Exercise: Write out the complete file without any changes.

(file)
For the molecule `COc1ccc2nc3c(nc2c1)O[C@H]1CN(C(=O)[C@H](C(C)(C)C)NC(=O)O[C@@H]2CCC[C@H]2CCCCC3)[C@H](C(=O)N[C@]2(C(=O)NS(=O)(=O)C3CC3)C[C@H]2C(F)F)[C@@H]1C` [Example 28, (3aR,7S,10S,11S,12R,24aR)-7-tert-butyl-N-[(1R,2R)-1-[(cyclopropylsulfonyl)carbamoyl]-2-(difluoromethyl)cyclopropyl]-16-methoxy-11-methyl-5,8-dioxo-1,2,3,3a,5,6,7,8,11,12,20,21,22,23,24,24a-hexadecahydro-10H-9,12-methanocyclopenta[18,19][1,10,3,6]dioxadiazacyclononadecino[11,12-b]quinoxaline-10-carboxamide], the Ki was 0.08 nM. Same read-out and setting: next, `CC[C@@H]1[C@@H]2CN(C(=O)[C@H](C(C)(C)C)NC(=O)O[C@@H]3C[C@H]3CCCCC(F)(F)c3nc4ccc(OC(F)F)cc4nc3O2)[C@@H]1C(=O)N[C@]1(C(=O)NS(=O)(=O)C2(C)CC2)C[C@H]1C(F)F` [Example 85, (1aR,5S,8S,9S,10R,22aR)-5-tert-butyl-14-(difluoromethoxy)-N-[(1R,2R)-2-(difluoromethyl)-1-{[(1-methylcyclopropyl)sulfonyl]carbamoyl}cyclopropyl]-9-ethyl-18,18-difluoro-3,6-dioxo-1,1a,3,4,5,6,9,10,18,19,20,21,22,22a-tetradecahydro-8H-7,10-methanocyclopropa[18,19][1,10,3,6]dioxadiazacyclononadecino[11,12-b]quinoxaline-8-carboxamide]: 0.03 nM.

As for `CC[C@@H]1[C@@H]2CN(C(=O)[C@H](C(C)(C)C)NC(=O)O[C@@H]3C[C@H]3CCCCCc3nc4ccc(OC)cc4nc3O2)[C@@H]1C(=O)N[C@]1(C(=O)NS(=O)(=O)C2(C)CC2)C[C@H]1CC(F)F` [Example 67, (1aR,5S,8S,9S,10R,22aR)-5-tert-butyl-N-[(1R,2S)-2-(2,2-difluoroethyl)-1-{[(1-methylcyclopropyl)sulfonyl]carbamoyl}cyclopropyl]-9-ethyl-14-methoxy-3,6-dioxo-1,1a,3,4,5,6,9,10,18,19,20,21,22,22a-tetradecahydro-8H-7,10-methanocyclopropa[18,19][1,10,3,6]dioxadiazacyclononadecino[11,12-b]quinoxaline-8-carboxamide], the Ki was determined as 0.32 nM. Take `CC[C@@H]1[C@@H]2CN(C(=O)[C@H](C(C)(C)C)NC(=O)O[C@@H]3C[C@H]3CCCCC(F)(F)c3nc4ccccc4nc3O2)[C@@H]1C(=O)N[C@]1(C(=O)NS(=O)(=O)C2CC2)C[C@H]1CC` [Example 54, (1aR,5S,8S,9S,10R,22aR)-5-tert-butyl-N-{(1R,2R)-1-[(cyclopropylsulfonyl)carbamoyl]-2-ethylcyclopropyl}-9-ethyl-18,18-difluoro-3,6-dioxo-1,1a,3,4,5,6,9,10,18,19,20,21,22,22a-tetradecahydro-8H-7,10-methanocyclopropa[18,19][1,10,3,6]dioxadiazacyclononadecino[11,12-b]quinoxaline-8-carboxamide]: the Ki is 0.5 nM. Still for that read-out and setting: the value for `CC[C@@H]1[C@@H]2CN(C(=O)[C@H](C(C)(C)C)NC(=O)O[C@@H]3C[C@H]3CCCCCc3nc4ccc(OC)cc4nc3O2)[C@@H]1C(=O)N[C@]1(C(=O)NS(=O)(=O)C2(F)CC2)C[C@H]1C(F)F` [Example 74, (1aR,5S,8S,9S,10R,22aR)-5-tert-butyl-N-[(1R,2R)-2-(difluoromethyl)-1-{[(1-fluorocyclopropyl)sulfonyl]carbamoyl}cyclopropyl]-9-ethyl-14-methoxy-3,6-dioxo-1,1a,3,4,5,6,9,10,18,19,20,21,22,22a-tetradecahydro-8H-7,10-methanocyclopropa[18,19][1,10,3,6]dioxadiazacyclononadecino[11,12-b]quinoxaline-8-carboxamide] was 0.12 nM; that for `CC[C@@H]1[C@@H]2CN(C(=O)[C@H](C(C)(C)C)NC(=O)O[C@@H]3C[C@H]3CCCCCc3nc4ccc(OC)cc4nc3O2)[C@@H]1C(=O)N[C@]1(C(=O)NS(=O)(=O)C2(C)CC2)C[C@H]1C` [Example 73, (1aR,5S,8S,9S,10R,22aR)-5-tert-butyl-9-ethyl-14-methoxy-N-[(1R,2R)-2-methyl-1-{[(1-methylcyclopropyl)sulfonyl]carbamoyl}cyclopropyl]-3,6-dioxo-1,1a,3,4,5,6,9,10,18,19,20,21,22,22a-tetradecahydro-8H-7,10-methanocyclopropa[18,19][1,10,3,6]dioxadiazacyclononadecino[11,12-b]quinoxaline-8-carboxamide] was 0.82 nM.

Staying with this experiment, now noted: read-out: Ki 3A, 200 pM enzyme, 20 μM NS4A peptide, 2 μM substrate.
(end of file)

For the molecule `COc1ccc2nc3c(nc2c1)O[C@H]1CN(C(=O)[C@H](C(C)(C)C)NC(=O)O[C@@H]2CCC[C@H]2CCCCC3)[C@H](C(=O)N[C@]2(C(=O)NS(=O)(=O)C3CC3)C[C@H]2C(F)F)[C@@H]1C` [Example 28, (3aR,7S,10S,11S,12R,24aR)-7-tert-butyl-N-[(1R,2R)-1-[(cyclopropylsulfonyl)carbamoyl]-2-(difluoromethyl)cyclopropyl]-16-methoxy-11-methyl-5,8-dioxo-1,2,3,3a,5,6,7,8,11,12,20,21,22,23,24,24a-hexadecahydro-10H-9,12-methanocyclopenta[18,19][1,10,3,6]dioxadiazacyclononadecino[11,12-b]quinoxaline-10-carboxamide], the Ki was 0.08 nM. Same read-out and setting: next, `CC[C@@H]1[C@@H]2CN(C(=O)[C@H](C(C)(C)C)NC(=O)O[C@@H]3C[C@H]3CCCCC(F)(F)c3nc4ccc(OC(F)F)cc4nc3O2)[C@@H]1C(=O)N[C@]1(C(=O)NS(=O)(=O)C2(C)CC2)C[C@H]1C(F)F` [Example 85, (1aR,5S,8S,9S,10R,22aR)-5-tert-butyl-14-(difluoromethoxy)-N-[(1R,2R)-2-(difluoromethyl)-1-{[(1-methylcyclopropyl)sulfonyl]carbamoyl}cyclopropyl]-9-ethyl-18,18-difluoro-3,6-dioxo-1,1a,3,4,5,6,9,10,18,19,20,21,22,22a-tetradecahydro-8H-7,10-methanocyclopropa[18,19][1,10,3,6]dioxadiazacyclononadecino[11,12-b]quinoxaline-8-carboxamide]: 0.03 nM.

As for `CC[C@@H]1[C@@H]2CN(C(=O)[C@H](C(C)(C)C)NC(=O)O[C@@H]3C[C@H]3CCCCCc3nc4ccc(OC)cc4nc3O2)[C@@H]1C(=O)N[C@]1(C(=O)NS(=O)(=O)C2(C)CC2)C[C@H]1CC(F)F` [Example 67, (1aR,5S,8S,9S,10R,22aR)-5-tert-butyl-N-[(1R,2S)-2-(2,2-difluoroethyl)-1-{[(1-methylcyclopropyl)sulfonyl]carbamoyl}cyclopropyl]-9-ethyl-14-methoxy-3,6-dioxo-1,1a,3,4,5,6,9,10,18,19,20,21,22,22a-tetradecahydro-8H-7,10-methanocyclopropa[18,19][1,10,3,6]dioxadiazacyclononadecino[11,12-b]quinoxaline-8-carboxamide], the Ki was determined as 0.32 nM. Take `CC[C@@H]1[C@@H]2CN(C(=O)[C@H](C(C)(C)C)NC(=O)O[C@@H]3C[C@H]3CCCCC(F)(F)c3nc4ccccc4nc3O2)[C@@H]1C(=O)N[C@]1(C(=O)NS(=O)(=O)C2CC2)C[C@H]1CC` [Example 54, (1aR,5S,8S,9S,10R,22aR)-5-tert-butyl-N-{(1R,2R)-1-[(cyclopropylsulfonyl)carbamoyl]-2-ethylcyclopropyl}-9-ethyl-18,18-difluoro-3,6-dioxo-1,1a,3,4,5,6,9,10,18,19,20,21,22,22a-tetradecahydro-8H-7,10-methanocyclopropa[18,19][1,10,3,6]dioxadiazacyclononadecino[11,12-b]quinoxaline-8-carboxamide]: the Ki is 0.5 nM. Still for that read-out and setting: the value for `CC[C@@H]1[C@@H]2CN(C(=O)[C@H](C(C)(C)C)NC(=O)O[C@@H]3C[C@H]3CCCCCc3nc4ccc(OC)cc4nc3O2)[C@@H]1C(=O)N[C@]1(C(=O)NS(=O)(=O)C2(F)CC2)C[C@H]1C(F)F` [Example 74, (1aR,5S,8S,9S,10R,22aR)-5-tert-butyl-N-[(1R,2R)-2-(difluoromethyl)-1-{[(1-fluorocyclopropyl)sulfonyl]carbamoyl}cyclopropyl]-9-ethyl-14-methoxy-3,6-dioxo-1,1a,3,4,5,6,9,10,18,19,20,21,22,22a-tetradecahydro-8H-7,10-methanocyclopropa[18,19][1,10,3,6]dioxadiazacyclononadecino[11,12-b]quinoxaline-8-carboxamide] was 0.12 nM; that for `CC[C@@H]1[C@@H]2CN(C(=O)[C@H](C(C)(C)C)NC(=O)O[C@@H]3C[C@H]3CCCCCc3nc4ccc(OC)cc4nc3O2)[C@@H]1C(=O)N[C@]1(C(=O)NS(=O)(=O)C2(C)CC2)C[C@H]1C` [Example 73, (1aR,5S,8S,9S,10R,22aR)-5-tert-butyl-9-ethyl-14-methoxy-N-[(1R,2R)-2-methyl-1-{[(1-methylcyclopropyl)sulfonyl]carbamoyl}cyclopropyl]-3,6-dioxo-1,1a,3,4,5,6,9,10,18,19,20,21,22,22a-tetradecahydro-8H-7,10-methanocyclopropa[18,19][1,10,3,6]dioxadiazacyclononadecino[11,12-b]quinoxaline-8-carboxamide] was 0.82 nM.

Staying with this experiment, now noted: read-out: Ki 3A, 200 pM enzyme, 20 μM NS4A peptide, 2 μM substrate.